Star Charts


MAY 2022

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After Sunset

Look high in the north for the Big Dipper. As famous as the Dipper is, it's not always easily visible from our latitude in Tennessee. During the autumn, it stays hidden near the northern horizon, only to emerge in the wee hours of the morning. But in the spring, the Dipper is easy to find, high in the north after sunset, almost straight overhead.

The Big Dipper is not officially a constellation; it's what astronomers sometimes call an asterism. The Big Dipper is a familiar name for this pattern of stars, especially known to observers in the United States, but it's not one of the 88 constellations recognized by astronomers worldwide. Ursa Major the Great Bear is the official constellation here, but you'll need dark skies to see its fainter stars.

Use the two stars at the end of the Dipper's bowl to lead you to Polaris, also known as the North Star. Polaris is not a particularly bright star, but it does remain fixed in the sky throughout the night and throughout the year, When you face the North Star, you're facing due north. Polaris is at the end of the handle of the Little Dipper. This group of stars is also officially known as Ursa Minor the Little Bear.

Imagine poking a hole in the bottom of the Dipper to let the water drip out. The water falls onto the back of Leo the Lion. The head and mane of the lion are represented by a group of stars that looks something like a backwards question mark. Other stargazers imagine the top hook of a coat hanger, or a sickle in this group of stars. The "dot" at the bottom of the question mark is Regulus, the brightest star in Leo. It represents the regal heart of the lion.

Go back to the Big Dipper once more and follow its curved handle to trace an 'arc' to Arcturus, the orange colored star in Boötes the Herdsman. Then speed on to Spica, the single bright star in Virgo the Maiden. Neither of these constellations has any other bright stars. Even under dark skies away from city lights, it's hard to imagine these mythological figures just by connecting the dots.

Unfortunately there won't be any planets to see in the early evening before July! Until then, we'll have to look for planets in the pre-dawn hours.

Early Morning

As Earth orbits the Sun throughout the year, the constellations rise and set just a little bit earlier every day. You won't see much difference from night to night, but you will over the course of weeks or months. What we see in today's pre-dawn sky is a preview of the early evening sky in later months. Go out before dawn this month for a look ahead at the late summer evening sky.

By morning, many of our spring constellations have set in the west, High overhead are the three bright stars that make up the Summer Triangle. To the southwest is the J-shaped Scorpius the Scorpion, with the red star Antares.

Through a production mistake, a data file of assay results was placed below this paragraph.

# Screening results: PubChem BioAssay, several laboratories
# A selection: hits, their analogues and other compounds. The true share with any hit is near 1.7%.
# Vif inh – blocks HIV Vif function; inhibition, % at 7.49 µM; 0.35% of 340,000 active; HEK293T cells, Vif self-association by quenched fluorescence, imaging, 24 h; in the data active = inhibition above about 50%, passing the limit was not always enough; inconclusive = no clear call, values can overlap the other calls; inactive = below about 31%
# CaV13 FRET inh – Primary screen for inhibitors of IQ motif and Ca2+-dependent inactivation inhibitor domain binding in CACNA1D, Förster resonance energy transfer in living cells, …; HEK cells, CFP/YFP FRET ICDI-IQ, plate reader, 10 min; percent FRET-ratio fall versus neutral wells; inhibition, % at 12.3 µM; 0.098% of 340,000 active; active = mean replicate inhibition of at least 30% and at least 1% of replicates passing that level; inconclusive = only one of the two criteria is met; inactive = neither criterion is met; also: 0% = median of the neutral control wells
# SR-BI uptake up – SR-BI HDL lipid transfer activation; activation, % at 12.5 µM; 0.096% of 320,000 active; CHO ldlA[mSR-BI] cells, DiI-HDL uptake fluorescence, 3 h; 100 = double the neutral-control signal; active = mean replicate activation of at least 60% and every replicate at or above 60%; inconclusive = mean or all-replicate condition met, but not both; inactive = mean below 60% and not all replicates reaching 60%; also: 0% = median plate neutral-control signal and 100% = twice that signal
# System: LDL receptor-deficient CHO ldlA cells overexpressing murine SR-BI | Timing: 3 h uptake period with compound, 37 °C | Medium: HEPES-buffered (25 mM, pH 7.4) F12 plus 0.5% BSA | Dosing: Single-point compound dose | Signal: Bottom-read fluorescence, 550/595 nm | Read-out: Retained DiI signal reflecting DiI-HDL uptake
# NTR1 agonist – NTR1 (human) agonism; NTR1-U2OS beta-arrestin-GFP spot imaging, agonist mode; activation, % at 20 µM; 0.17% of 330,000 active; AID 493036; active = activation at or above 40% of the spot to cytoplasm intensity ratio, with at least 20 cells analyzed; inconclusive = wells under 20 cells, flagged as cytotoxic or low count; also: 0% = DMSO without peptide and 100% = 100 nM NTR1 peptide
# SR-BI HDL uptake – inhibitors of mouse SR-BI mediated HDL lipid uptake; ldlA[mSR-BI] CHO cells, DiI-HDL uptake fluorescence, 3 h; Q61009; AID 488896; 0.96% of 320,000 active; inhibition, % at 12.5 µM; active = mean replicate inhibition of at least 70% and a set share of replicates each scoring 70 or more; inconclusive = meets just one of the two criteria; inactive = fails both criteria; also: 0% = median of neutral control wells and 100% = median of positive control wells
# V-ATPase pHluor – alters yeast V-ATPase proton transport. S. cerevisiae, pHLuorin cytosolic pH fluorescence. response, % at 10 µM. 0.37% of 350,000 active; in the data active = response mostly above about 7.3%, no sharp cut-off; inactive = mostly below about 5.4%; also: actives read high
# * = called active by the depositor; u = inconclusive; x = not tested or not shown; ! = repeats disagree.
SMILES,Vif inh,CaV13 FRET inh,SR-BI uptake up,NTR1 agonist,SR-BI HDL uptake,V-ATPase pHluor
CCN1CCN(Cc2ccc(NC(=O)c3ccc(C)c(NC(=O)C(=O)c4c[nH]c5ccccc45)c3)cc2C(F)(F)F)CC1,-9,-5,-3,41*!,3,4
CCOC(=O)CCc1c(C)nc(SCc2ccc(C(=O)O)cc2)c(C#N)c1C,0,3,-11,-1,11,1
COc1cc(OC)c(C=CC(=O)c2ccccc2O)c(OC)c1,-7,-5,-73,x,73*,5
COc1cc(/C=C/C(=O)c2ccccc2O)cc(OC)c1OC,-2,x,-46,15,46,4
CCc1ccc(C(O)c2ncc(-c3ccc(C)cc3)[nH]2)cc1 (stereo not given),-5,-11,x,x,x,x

There may be no planets in the early evening sky, but there are plenty to find before dawn. VenusMarsJupiter and Saturn are all easily visible, together in the east. We start the month with Venus and Jupiter very close to each other, low to the horizon. Go out on several mornings and you'll see Jupiter gradually inch away from Venus and closer to Mars. By the end of the month, Mars and Jupiter will be close to each other.

Before you set your alarm for the wee hours of the morning, consider planning out your observing. Desktop planetarium software like the free, open-source Stellarium can show you more precisely where night sky objects will be on any date and time, and help you plan ahead.

Total Lunar Eclipse: May 15, 2022

On the night of Sunday, May 15, 2022, the Moon will turn a dramatic red color, during a total lunar eclipse. If the weather is clear, it'll be something worth staying up late for!

A lunar eclipse happens when the Moon moves through Earth's shadow. During a total lunar eclipse, direct sunlight is completely blocked from the face of the Moon.

The eclipse will last several hours. As the eclipse progresses, you'll see Earth's shadow gradually move across the Moon's surface. As totality begins, the Moon will appear to change color to a coppery orange or deep red. This is caused by sunlight scattered through Earth's atmosphere onto the lunar surface. The color can be affected by atmospheric conditions such as recent volcanic eruptions on Earth.

After totality ends, the Moon will gradually move out of Earth's shadow.

Weather permitting, the eclipse on May 15, 2022, will be visible to almost everyone in North and South America.

May 15, 2022

  • Partial eclipse begins: 9:27 pm CDT
  • Total eclipse begins: 10:29 pm CDT
  • Maximum eclipse: 11:11 pm CDT
  • Total eclipse ends: 11:53 pm CDT
  • Partial eclipse ends: 12:55 am CDT

Lunar eclipses are perfectly safe to view, and you don't need any special equipment. Go out and take a look, even if just for a few minutes at a time, but definitely don't miss totality!

You may see sources that list the lunar eclipse as occurring on May 16. That is correct in Universal, or Greenwich Mean Time. For local times in the United States, the eclipse begins on the 15th. You may also see references to this eclipse starting at 8:32 pm Central Time. This is the beginning of the penumbral eclipse, which is when the very faint outer shadow of the Earth begins to fall on the Moon. The penumbral part of the eclipse is barely noticeable at all. The darker, easily visible umbral eclipse begins to cross the Moon's face at 9:27 pm CST.

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